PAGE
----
By Rohit Kumar
Under the Twelfth Plan, the government "strives to diversify higher education opportunities, not only to meet the needs of employers, but also to offer a wide range of paths to success for our youth."
Scholarship endowments most certainly have a necessary role to play in this attempt. In addition, scholarships/fellowships are crucial assistance to students who otherwise would find it extremely difficult to pursue further studies. These students go on to become the populace that influences our tomorrow.
Investing in studentsâ€™ education at primary, secondary, and tertiary levels is investing for a brighter tomorrow.
It goes without saying students/researchers should be held accountable for assistance(s) they receive, however, scholarship/fellowship endowments, too, should be in consistence with rising costs and cater to the increased demand of quality education.
Granting fellowships/scholarships is not just about sponsoring a student to pursue education. It is sponsoring the capacity building of the society.
It is sponsoring upward social mobility of the disadvantaged. It is sponsoring the growth and development of human-capital. It is sponsoring specialisations, both in terms of quality and quantity, to meet the growing needs of the nation. It is sponsoring knowledge itself.
While financial assistance does enrich the lives of young aspiring minds, it also fuels innovation and socio-economic growth of the society at the same time.
In governmentâ€™s own words, "In order to achieve and maintain high growth rate of the economy, it is essential to broaden the base of the system of higher education in the country and simultaneously ensure maintenance of requisite standards." (Lok Sabha Starred Q. No 228 answered on 05-08-2015).
However, the state of research in the country remains abysmal.
According to UGCâ€™s annual report, the overall enrolment in all courses and levels in regular streams for the academic year 2013-2014 was 237.65 lakhs, including 105.52 lakhs (44.40%) female students. Of this, a miniscule 0.85% of students were enrolled in research degrees.
In a country where overall research infrastructure is inadequate and lags decades behind global standards, scrapping fellowships would only discourage and dis-incentivise students from engaging themselves into research work.
In effect, the government should increase the total number as well as amount of scholarships, across various schemes, to magnetise the best and the brightest from varied disciplines of study towards research work.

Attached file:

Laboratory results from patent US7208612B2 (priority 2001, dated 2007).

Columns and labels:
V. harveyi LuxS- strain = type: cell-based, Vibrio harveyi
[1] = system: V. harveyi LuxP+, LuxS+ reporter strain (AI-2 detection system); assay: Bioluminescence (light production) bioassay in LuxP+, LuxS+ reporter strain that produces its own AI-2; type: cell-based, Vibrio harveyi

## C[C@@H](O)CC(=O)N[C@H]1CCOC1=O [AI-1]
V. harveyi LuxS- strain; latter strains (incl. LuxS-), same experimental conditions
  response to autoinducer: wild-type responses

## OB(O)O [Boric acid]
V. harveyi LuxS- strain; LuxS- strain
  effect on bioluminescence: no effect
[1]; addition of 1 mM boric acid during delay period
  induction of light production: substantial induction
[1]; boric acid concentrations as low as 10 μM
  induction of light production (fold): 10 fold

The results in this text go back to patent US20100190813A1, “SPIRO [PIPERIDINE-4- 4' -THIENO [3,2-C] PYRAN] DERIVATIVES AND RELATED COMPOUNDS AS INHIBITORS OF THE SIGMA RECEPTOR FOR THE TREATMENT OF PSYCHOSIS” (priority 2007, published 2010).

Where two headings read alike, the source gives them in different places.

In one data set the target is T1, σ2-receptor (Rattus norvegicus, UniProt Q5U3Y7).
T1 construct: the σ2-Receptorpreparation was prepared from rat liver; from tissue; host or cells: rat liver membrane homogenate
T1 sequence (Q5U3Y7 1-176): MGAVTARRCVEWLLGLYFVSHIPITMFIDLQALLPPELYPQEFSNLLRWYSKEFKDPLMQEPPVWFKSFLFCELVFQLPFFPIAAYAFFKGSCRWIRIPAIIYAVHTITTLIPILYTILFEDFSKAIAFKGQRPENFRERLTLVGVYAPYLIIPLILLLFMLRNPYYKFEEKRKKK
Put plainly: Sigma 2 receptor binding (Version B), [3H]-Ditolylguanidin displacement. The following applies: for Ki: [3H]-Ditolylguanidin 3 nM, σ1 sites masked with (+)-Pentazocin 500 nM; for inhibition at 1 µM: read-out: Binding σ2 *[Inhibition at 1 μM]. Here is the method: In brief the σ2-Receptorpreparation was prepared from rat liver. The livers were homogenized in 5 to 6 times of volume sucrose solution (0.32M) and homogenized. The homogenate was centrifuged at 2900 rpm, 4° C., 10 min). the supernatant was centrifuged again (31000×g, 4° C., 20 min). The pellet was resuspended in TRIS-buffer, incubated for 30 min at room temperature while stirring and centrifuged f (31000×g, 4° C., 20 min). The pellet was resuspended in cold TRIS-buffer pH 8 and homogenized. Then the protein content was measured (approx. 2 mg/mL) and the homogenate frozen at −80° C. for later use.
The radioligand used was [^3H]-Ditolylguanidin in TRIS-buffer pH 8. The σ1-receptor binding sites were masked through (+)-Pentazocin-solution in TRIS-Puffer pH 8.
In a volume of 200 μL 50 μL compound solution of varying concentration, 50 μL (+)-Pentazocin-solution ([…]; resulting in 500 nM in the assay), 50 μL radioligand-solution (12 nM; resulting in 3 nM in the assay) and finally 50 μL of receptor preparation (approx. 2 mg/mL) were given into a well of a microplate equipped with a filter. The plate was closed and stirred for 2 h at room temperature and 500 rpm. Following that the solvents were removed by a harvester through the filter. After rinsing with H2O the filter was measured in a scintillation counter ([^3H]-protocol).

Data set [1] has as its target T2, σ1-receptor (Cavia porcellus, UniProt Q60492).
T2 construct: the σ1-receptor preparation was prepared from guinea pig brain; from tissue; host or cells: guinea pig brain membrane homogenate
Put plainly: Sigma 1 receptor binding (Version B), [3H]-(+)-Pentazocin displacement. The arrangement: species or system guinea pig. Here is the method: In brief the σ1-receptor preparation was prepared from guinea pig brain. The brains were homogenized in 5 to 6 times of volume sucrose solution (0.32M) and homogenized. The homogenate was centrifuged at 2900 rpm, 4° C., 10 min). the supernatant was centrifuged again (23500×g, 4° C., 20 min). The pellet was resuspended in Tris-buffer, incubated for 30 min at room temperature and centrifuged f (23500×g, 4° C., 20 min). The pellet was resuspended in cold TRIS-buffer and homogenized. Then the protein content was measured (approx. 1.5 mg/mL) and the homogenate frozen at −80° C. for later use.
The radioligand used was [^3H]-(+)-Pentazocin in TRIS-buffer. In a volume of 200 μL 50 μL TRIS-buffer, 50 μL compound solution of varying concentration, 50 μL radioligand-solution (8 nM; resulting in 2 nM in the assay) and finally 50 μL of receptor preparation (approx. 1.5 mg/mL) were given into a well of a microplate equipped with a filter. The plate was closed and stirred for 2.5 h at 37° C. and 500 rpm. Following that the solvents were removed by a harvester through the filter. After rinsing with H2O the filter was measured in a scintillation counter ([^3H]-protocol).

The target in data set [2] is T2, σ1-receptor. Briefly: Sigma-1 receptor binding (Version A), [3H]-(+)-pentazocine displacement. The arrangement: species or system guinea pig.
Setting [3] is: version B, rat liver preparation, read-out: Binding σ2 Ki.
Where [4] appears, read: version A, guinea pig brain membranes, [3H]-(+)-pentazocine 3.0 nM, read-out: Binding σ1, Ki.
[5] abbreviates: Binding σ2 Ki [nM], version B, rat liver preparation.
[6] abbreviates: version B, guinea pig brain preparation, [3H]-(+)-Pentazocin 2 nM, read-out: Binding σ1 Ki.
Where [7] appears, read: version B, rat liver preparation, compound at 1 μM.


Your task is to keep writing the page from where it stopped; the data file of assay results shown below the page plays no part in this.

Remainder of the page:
In doing so, the government would be creating an enabling atmosphere in higher educational institutions for individuals to be able to devote themselves to research and innovations crucial to the overall growth of the nation.
A human mind is equipped with the ability of logical thinking. However, "critical thinking" requires training, which in turn, requires an enabling environment, peace of mind, and fewer financial concerns. While research degrees (M.Phil, Ph.D etc.) are imperative towards this training, fellowships/scholarships provide researchers with the much needed breathing space to carry out their research.
More often than not, the researches produced in the process are a significant addition to the curve of critical knowledge generation, and contribute towards formulating decisive policy recommendations.
A crucial aspect of providing fellowships, which often goes unnoticed, is it endows parents with the opportunity to provide for quality education to their younger child(ren), knowing their older onesâ€™ needs are well taken care of.
In a very subtle way, this creates a chain reaction which only aids the government in its attempt to percolate quality education to the wider section of the society.
Coming to the recent controversy around University Grants Commissionâ€™s (UGC) decision to scrap non-National Eligibility Test (NET) Fellowship, the very nomenclature of this scheme is erroneous.
It has nothing to do with the NET exam.
Researchers enrolled in M.phil and Ph.D degrees at central universities universally receive financial assistance of Rs. 5,000 and 8,000 per month, respectively under this scheme. It should also be noted the fellowship is awarded only to those scholars who are not in receipt of any other financial assistance from any other source, and the same discontinues as soon as they qualify for/obtain some form of financial assistance. Calling it University Research Fellowship would rather do justice to its universal nature and rationale.
Additionally, discontinuing fellowships goes against the very policy of the current government, which promised increasing public spending on education from 4% of the gross domestic product to 6%. In doing so, the government would make education further inaccessible to a number of students, especially for female and economically disadvantaged candidates. Besides, the government would risk losing support of a large population.
Additionally, such decisions would not be in harmony with governmentâ€™s earlier decisions to increase, to the tunes of 55%, the fellowship/scholarship endowments under 14 different schemes, and bring OBC researchers under the ambit of Rajiv Gandhi National Fellowship.
The debate and discussions surrounding fellowships should not end now that the Ministry of Human Resource Development has decided to constitute a review committee to look into the issues related to research fellowships provided by the UGC, and assured that "all existing fellowship, NET as well as Non-NET, would be continued."
On the contrary, the opportunity should be used to address the larger issue of improving research infrastructure in the country, and to engage in a wider debate regarding research as a viable career option and employment opportunities post research degrees.
Rohit Kumar is a Junior Research Fellow and M.Phil candidate at Jamia Millia Islamia, New Delhi.